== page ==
COHN Takeaways on the State of Multifamily
The COHN team attended the National Multifamily Housing Council’s (NMHC) Strategy conference last week in San Diego to educate ourselves on the upcoming year in multifamily marketing. Meeting old friends, current clients, and (hopefully) some new client partners for COHN, we took in the action-packed 24 hours like water from a fire hydrant.
Here are a few of our key takeaways from NMHC Strategies, but we’d love to hear yours! Send us an email to catch up, and let’s compare notes from #NMHCStrategies2024.
1. Is that Cautious Optimism on the Horizon?
Depending on who was speaking, it was difficult to distinguish what felt like general positivity for the industry versus “well, could be worse.” That said, it seems safe to summarize sentiments by concluding that 2024 will be better than 2023 for everyone in multifamily.
Many of the speakers predicted several rate cuts this year, which should loosen up capital, and there will be positive downstream effects for the rest of us playing in the multifamily industry. Demand is still plenty high for multifamily, but that has led to some very competitive markets favoring renters. It’s going to be highly competitive, but there’s hope on the horizon.
2. AI, Tech and Continued Centralization
While access to capital is still limited, many leaders at NMHC Strategies focused on expense mitigation—primarily through new technologies and operational centralization. By shifting resources from the property level to corporate teams, large developers/operators have found massive efficiencies. Pairing this operational approach to efficiency with the power of AI, self-built platforms, new third-party products and services, and residents that increasingly appreciate/expect digital amenities and communication, there has been a seismic shift in how larger portfolio brands manage their assets.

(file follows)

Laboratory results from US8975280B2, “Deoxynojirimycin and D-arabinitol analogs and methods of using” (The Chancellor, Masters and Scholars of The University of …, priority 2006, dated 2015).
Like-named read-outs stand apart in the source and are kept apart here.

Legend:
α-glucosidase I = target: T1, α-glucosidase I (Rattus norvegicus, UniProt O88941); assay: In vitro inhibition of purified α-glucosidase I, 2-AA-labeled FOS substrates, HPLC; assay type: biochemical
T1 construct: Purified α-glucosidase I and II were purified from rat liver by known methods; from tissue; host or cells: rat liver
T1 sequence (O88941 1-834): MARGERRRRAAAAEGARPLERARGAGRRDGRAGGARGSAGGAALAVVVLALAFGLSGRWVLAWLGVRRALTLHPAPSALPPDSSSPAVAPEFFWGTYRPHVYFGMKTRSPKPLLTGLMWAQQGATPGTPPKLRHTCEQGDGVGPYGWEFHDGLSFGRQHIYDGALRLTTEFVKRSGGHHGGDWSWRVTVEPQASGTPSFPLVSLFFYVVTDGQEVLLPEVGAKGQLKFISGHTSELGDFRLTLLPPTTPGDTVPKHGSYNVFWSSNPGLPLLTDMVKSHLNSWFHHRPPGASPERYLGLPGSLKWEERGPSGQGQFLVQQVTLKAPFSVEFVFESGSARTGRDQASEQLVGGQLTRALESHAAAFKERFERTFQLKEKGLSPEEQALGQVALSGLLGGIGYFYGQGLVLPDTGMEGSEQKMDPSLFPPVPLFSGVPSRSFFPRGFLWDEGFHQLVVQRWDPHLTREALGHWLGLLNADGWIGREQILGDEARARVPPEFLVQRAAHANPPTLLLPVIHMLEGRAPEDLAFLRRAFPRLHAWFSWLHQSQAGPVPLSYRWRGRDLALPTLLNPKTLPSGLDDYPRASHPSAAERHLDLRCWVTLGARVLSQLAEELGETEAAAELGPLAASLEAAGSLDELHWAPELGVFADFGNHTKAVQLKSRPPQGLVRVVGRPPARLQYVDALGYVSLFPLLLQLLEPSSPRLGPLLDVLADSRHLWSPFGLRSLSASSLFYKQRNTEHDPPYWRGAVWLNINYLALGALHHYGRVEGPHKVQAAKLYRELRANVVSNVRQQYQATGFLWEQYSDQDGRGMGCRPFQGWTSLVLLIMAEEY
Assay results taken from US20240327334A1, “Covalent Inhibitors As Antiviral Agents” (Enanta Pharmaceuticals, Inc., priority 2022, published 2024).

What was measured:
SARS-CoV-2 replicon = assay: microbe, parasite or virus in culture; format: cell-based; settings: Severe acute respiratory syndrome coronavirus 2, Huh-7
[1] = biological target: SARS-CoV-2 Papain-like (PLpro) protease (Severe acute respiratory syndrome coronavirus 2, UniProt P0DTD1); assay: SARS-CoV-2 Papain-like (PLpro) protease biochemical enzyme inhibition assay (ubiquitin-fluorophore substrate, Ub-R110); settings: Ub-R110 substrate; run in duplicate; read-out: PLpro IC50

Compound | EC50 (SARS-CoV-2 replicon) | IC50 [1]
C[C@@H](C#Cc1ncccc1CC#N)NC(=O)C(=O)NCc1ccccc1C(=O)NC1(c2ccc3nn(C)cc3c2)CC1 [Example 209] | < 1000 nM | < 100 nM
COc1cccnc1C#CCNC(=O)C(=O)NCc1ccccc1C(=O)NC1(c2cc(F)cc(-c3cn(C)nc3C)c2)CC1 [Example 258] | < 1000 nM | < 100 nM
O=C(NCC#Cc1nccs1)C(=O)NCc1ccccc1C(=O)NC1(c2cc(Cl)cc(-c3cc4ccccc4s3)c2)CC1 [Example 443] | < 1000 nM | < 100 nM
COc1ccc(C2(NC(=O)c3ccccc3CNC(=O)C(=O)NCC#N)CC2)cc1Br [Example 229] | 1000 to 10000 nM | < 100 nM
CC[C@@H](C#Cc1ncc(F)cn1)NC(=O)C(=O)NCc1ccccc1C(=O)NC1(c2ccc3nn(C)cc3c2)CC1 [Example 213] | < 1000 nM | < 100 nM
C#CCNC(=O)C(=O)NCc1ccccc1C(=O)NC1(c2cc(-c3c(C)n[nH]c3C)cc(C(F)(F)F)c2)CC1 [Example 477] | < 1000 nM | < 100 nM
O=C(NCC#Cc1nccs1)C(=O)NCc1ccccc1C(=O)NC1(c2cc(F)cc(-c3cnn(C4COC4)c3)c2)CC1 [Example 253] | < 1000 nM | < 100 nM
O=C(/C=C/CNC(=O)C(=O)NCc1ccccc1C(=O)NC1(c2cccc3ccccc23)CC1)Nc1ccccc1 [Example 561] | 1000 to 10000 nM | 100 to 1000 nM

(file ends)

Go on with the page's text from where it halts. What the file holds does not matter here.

One leader claimed they’ve cut on-site human capital by 54% in the last few years! This figure still is beyond eye-opening. Digital innovation is slowly removing the human element from multifamily.
3. Commoditization Creates a Demand for Brand Distinction
With some of the sharpest economists and industry leaders speaking throughout an action-packed lineup, NMHC Strategies was primarily a macro-level view of trends and forecasts for multifamily. As a result, most conversations focused on supply, demand, headwinds, tailwinds and market-by-market forecasts. You got the sense that many attendees see multifamily as a simple commodity that will trade/lease/sell based on market conditions alone.
We don’t see it that way; in fact, anytime a speaker referenced “heads in beds,” we kept wanting to talk more about the people in those beds. Clearly, the state of single-family housing and the economics of the housing market play an important role in how a prospect becomes a tenant at your property. But much, much more goes into consumer behavior than supply and demand.
In addition, not all tenants are created equal, and as the economists pointed to concerning statistics about re-leasing YoY, we wanted to talk about the power of brand loyalty built through brand strategy. In markets that have overbuilt and are saturated with supply, how do you think you will lease up those properties? What is your strategy for “heads in beds” but for markets stabilizing over time?
Brand strategy is the answer, and it’s how you win against competitors in the short, medium and long term. Developers/owners/operators who invest in their property brands will always lease up faster or re-lease more consistently than those who do not. That’s a fact, regardless of macroeconomic conditions.
4. What can Multifamily borrow from Hospitality and Retail?
The vast range of multifamily amenities only seems to be expanding, as the best-in-class properties are beginning to mirror hospitality entities or even retail properties. Amenities, convenience, distinction and community engagement platforms are all the rage for tenants, and as an agency that has spent decades in retail real estate, it wasn’t hard to draw comparisons between multifamily and retail.
While retail real estate has to evolve and innovate in the face of e-commerce through “experiential retail,” multifamily must continue to invest in understanding and enhancing the experience of tenants and community members.
There’s a lot to be gained in understanding best practices in hospitality and retail, particularly from the marketing perspective, and we’re looking forward to working with our clients in multifamily to better tell their experience story, property to property, to win the battle for better, more consistent tenants.